Redesign to Reduce Mass: Wallops Arc-Second Pointer (WASP)

Open Access
Gibbons, Caitlin Elizabeth
Area of Honors:
Mechanical Engineering
Bachelor of Science
Document Type:
Thesis Supervisors:
  • Dr. Sean N Brennan, Thesis Supervisor
  • Zoubeida Ounaies, Honors Advisor
  • Mechanical Engineering
  • Design
  • Autodesk Inventor
  • Abaqus
  • FEA
  • Balloon
  • Platform
  • Telescope
  • Pointing System
  • NASA
  • Structure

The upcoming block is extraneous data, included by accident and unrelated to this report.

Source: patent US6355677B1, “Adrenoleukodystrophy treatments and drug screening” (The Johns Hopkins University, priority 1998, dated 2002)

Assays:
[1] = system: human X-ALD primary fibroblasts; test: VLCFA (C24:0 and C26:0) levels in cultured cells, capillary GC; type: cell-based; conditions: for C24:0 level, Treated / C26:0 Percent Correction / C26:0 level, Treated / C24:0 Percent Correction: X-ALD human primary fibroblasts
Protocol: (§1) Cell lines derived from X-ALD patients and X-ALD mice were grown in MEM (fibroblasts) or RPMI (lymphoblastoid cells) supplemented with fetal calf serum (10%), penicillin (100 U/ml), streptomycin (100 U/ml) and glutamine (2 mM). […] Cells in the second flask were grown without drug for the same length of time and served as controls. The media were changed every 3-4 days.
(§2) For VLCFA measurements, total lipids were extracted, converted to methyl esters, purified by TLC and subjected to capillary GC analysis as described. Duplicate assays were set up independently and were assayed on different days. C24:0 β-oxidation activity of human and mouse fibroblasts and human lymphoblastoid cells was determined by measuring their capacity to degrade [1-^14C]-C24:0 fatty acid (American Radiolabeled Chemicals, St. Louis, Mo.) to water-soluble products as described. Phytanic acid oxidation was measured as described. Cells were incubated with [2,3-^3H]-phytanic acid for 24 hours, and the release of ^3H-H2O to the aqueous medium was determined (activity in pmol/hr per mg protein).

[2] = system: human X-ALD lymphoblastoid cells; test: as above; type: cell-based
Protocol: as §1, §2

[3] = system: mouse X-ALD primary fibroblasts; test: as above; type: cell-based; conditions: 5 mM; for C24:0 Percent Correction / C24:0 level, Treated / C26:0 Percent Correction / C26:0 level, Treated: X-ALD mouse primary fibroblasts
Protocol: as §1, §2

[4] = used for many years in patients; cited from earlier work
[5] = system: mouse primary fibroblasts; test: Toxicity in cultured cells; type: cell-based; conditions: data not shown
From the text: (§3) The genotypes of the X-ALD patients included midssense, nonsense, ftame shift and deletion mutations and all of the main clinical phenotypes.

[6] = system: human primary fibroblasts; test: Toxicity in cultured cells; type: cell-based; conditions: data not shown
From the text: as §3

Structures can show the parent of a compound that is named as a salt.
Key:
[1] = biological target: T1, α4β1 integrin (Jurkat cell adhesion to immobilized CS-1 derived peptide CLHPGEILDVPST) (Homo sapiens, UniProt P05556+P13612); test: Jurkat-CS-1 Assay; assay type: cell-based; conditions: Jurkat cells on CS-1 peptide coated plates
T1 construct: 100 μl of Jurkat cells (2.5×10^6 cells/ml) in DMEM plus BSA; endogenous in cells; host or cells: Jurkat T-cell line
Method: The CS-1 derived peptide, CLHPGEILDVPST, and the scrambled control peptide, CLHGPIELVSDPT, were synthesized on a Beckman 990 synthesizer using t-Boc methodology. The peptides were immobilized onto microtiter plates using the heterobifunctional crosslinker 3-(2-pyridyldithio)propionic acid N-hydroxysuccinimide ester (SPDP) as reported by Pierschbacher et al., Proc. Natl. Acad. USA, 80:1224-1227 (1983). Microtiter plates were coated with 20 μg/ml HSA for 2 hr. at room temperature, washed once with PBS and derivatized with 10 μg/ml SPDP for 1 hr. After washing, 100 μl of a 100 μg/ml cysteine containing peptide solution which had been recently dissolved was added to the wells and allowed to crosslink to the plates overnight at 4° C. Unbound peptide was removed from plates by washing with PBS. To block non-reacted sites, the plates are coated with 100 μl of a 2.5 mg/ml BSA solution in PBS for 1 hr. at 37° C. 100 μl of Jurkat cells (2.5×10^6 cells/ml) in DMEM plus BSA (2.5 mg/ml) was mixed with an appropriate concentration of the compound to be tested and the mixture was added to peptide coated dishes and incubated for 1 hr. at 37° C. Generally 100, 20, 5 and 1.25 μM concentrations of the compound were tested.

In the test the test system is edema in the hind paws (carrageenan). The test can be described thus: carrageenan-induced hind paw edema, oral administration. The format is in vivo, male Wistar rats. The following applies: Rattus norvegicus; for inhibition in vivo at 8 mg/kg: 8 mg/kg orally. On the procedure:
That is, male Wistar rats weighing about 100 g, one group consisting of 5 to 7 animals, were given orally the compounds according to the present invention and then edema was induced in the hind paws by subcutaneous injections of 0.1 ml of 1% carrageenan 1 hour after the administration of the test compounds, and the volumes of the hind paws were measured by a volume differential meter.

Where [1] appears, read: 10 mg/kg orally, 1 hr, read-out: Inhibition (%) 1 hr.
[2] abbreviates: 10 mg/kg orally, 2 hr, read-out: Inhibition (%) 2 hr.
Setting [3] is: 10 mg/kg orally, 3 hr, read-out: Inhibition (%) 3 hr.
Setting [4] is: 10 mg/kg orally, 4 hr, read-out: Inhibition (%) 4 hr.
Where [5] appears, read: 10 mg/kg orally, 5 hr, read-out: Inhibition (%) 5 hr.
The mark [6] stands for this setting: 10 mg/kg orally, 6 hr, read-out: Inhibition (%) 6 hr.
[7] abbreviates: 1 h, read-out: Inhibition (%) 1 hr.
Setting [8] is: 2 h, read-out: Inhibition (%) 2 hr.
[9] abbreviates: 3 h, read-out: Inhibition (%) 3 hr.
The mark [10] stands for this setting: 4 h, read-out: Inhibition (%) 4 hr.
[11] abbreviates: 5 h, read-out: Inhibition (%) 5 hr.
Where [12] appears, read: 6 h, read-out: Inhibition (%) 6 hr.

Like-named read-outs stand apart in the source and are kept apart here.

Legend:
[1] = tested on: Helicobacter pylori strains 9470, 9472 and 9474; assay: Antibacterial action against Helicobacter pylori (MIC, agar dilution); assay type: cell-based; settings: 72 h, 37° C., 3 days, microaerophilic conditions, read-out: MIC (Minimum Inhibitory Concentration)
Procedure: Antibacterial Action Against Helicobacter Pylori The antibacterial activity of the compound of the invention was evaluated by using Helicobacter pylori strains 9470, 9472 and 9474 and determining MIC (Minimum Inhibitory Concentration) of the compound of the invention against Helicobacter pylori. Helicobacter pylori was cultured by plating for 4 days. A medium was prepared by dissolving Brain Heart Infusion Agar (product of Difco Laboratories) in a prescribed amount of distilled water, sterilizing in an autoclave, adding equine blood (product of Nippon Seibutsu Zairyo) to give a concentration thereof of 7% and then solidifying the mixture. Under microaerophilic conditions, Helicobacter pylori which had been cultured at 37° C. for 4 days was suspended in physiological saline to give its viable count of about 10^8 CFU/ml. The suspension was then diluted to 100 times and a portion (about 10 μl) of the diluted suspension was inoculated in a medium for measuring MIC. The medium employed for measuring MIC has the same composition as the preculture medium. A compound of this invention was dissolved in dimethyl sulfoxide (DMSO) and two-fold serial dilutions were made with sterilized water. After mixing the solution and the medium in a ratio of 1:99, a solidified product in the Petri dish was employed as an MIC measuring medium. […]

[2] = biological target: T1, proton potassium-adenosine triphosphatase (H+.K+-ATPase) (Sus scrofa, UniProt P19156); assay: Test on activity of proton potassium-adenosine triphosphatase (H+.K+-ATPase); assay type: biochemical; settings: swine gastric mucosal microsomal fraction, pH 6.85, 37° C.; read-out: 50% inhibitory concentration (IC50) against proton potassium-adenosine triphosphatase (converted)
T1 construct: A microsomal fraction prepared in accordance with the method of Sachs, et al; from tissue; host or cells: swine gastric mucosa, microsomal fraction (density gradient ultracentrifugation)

Scientists have used balloons to study earth for a long time now; however, the Wallops Arc-Second Pointer (WASP) is a significant advancement to present pointing apparatuses for planetary scientists in particular because they require a highly stable pointing system to accurately track planetary targets as they move in the solar system. Additional examples of objectives include exoplanets and X-ray sources outside the solar system. WASP is an innovative and standardized system that can accurately point a balloon payload within a sub arc-second; 70o in the pitch direction and 15o in the yaw direction. WASP has successfully completed three test flights, in 2011, 2012 and 2013. WASP is already a completely functional and operating system, however the Balloon Program Office (Code 820) and the Mechanical Systems Branch (Code 548) at the National Aeronautics Space Administration (NASA) Wallops Flight Facility (WFF) would like to improve upon the original structure. The current version of WASP weighs approximately 600 lbm. NASA WFF intends to reduce the weight the pointing system by at least a 100 lbm, while maintaining the original strength and stiffness. Reductions in weight will allow project scientists to incorporate additional instruments to a payload, or by flight operations for a longer duration flight. The end goal of redesigning WASP is to create a system that will be included in a standardized balloon platform for earth science, planetary science, and for proposals such as the Gondola for High Altitude Planetary Science (GHAPS) project. The thesis details the research conducted, redesign decisions for WASP, a suggested assembly procedure for the inner frame of the WASP, finite element analysis (FEA) conducted on the inner frame, and recommendations for moving forward. The redesigned version of WASP is 161 lbm, or 31% lighter than the original design. The redesigned WASP inner frame utilized standard off-the-shelf extrusions to maintain cost-effectiveness. FEA was conducted using Autodesk Inventor Pro and Abaqus. The stress analysis tested the redesigned version under an applied load of 1,500 lbf loading with a factor of safety of 10 (15,000 lbf load), to ensure that the structure would not experience ultimate failure. The analysis using Inventor demonstrated that there was a 13.5% difference between simplified hand calculations and the FEA. The percent difference between the Abaqus FEA and the hand calculation was approximately 2.4%. The redesigned WASP met all the project requirements, and was approved for manufacture by the NASA WFF Mechanical Systems Branch engineers and technician.